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Professor Gina Franco and students in an English Literature class.

English Literature

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Chad Simpson

Chair & Associate Professor of English

2 East South Street

Galesburg, IL 61401



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How we work

  1. We make connections. We read the canon, but we don’t always read it alone. We’re interested in the vast, endless literary tradition. Courses like “Jane Austen and Lizzie Bennet” and “The Immigrant Author in America” explore the threads that connect contemporary and classic works.
  2. We read widely. With the varied interests of our faculty members, you’ll be exposed to a broad range of literary styles and criticism. You might study children’s and young adult literature with Barbara Tannert-Smith, British Modernism with Beth Marzoni, Emily Dickinson and Walt Whitman with Rob Smith, Shakespeare with Roya Biggie, or the Bible in literature with Gina Franco—just to name a few.
  3. We read deeply. Some of our courses allow students to delve into a single author’s body of work. By pairing the study of an author with criticism, students track the trajectory of a life and the expanse of a period. Recent authors include Flannery O’Connor, William Blake, Maurice Sendak, William Carlos Williams, and Virginia Woolf.
  4. We read the world. You’ll take courses that explore the vast array of cultural and historical perspective literature offers us, including “Border Crossers” and “American Poetry and the Women’s Movement,” among others. Our “Literature and Power” course, for example, with its rotating themes such as “Literature and Medicine” or “The Artist and Power,” teaches not just about literature, but about the world in which literature is made and read. Your studies in other departments, such as film, gender and women’s studies, Africana studies, theatre, modern languages, and more, will enrich your exploration.
  5. We know that books matter. Senior Seminar, the capstone of your English literature experience, is a testament to our belief that reading make us better people. The seminar focuses on issues in literature and society that are currently being discussed locally, nationally, or internationally. The term culminates with a conference at which you’ll present your paper and field questions from the audience.
  6. Our Grads Find Success. Caleb Fridell ’16 is pursuing a Ph.D. in literature at the City University of New York. Amanda Axley ’14 is studying for her MLIS at the University of Iowa. Lauren Assaf ’10 is an attorney at Gibson, Dunn & Crutcher. B.J. Hollars ’07 is the author of nine books and associate professor of English at the University of Wisconsin, Eau Claire.


English Literature Alumni Working in Related Field

Recent visitors

Many writers and scholars visit the Knox campus each term supported by the English Department and the Caxton Club, a scholarly and creative presentation series by faculty, visiting scholars and artists.

  • Aleksandar Hemon, MacArthur Genius, author of "The Making of Zombie Wars" and "The Lazarus Project."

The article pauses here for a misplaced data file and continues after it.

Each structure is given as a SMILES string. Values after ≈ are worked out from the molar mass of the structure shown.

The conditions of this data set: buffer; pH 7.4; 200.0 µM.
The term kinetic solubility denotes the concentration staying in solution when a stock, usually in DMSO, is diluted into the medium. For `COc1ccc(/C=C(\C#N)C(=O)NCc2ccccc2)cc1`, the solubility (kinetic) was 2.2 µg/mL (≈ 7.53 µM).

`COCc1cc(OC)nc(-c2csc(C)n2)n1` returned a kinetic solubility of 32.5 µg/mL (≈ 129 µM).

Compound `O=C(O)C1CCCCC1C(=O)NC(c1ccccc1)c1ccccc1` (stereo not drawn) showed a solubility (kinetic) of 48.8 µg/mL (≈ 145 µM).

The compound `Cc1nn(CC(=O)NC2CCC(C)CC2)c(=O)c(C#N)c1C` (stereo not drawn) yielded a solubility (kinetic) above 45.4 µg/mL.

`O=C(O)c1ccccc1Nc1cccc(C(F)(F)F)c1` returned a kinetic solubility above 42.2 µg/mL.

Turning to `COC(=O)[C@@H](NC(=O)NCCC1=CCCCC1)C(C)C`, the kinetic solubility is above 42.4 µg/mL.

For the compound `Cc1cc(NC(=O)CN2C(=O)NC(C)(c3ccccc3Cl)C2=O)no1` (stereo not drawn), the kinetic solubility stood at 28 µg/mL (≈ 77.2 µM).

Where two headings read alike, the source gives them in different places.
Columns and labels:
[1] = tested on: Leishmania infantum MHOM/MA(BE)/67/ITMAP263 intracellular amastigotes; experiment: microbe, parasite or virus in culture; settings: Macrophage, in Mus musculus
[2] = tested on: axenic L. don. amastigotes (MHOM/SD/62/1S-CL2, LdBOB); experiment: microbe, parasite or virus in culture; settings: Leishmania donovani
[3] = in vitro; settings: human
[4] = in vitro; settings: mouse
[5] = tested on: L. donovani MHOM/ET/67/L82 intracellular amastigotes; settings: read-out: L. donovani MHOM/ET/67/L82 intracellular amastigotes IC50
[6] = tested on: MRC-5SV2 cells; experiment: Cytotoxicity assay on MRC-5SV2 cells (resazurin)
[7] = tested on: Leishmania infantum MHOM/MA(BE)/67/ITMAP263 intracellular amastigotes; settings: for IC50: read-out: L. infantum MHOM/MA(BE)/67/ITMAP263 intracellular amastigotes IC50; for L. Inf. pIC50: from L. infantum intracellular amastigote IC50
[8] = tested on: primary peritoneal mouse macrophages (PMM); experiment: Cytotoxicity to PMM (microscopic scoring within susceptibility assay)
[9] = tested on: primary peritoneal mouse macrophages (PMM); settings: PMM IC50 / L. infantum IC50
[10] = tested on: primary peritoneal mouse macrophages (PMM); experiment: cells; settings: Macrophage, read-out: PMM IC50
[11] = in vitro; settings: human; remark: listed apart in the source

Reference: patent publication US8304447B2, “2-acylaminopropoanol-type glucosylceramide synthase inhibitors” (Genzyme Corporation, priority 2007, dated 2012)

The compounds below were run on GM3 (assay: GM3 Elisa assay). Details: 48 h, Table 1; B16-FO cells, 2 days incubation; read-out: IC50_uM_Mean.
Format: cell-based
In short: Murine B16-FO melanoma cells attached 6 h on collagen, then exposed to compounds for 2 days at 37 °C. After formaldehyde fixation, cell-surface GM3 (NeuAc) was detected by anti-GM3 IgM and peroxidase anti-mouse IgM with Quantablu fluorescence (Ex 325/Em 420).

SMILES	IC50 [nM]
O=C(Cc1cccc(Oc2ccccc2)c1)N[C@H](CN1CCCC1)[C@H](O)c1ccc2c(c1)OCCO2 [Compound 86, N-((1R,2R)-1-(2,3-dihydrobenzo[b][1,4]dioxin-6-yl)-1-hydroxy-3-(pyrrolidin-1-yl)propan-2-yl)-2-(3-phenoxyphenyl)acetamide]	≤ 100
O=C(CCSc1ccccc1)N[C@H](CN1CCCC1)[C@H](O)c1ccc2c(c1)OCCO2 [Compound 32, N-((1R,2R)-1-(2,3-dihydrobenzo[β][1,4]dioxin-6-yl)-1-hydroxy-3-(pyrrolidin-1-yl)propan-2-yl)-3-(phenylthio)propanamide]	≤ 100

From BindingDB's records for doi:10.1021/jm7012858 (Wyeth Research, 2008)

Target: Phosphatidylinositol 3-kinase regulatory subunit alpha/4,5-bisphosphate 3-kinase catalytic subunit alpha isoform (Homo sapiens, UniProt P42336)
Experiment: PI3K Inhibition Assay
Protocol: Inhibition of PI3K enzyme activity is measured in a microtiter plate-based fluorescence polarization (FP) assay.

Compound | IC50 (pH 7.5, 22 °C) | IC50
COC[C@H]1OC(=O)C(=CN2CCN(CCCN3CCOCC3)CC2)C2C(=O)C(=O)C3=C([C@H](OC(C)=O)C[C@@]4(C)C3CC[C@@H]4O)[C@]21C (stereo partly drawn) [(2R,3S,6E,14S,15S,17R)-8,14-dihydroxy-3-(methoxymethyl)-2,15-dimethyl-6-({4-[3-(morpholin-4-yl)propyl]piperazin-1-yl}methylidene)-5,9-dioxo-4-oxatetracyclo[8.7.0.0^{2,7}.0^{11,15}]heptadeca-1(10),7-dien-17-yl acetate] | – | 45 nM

• Rita DovePulitzer Prize-winning poet, essayist and former U.S. Poet Laureate.
  • Marilynne Robinson, Pulitzer Prize-winning Novelist, "Lila" and "Gilead." You can also read Robinson's interview with President Barack Obama from 2015. 
  • Osama Alomar, Arabic poet.
  • Ross Gay, poet and editor, "Against Which" and "Bringing the Shovel Down."
  • Beth Charlebois, scholar of Shakespeare and performance. 
  • Jaspreet Singh, novelist, essayist, short story writer and a former research scientist.
  • Ignatiy Vishnevetsky, film critic, "Form factor: A non-boring look at the ‘how' and ‘why' of film style."
  • Tisha Turk, Director of Academic Support for Writing and Speaking at Grinnell College, "Fan Videos, Fandom, & Digital Literacy: a discussion on multimedia in the Liberal Arts."
  • Gretchen Henderson, scholar of English and art history, writer, "Poetics of Embodiment: (dis)Ability, Creativity, and the Shape of Space." 
  • Reeve Parker, scholar of English Romantic poetry and drama
  • Wendy Hyman, Renaissance scholar, "What Early Modern Scientists Learned from Poets."
  • Wayne Koestenbaum, poet and cultural critic.
  • Annette Wannamaker, scholar of children's literature.
  • Valerie Traub, a leading Shakespearean critic and author of Feminist Readings of Early Modern Culture.


We have a policy of recognizing outstanding student work. Each year, the following prizes are awarded by outside judges:

  • The Howard Wilson Prizes in Literary Criticism: awarded to students writing the best pieces of literary criticism 
  • The Lorraine Smith Prize in English: awarded to a sophomore for writing the best essay in an English course
  • The Elizabeth Haywood English Research Award: given annually to support a student project in England.
  • The Nina Marie Edwards Memorial Fund: provides assistance to juniors and seniors carrying out independent or Honors projects in English and Creative Writing
  • The Davenport Awards in Poetry, Playwriting, and Fiction: for outstanding original work
  • The Procter Fenn Sherwin Prize in Fiction: awarded to a senior who submits the best original short story
  • The Bev White Prize in Fiction: given to a beginning writer for the most outstanding piece of creative writing
  • The Scripps Prize: awarded to a graduating senior with the highest grades in English.

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Printed on Sunday, October 24, 2021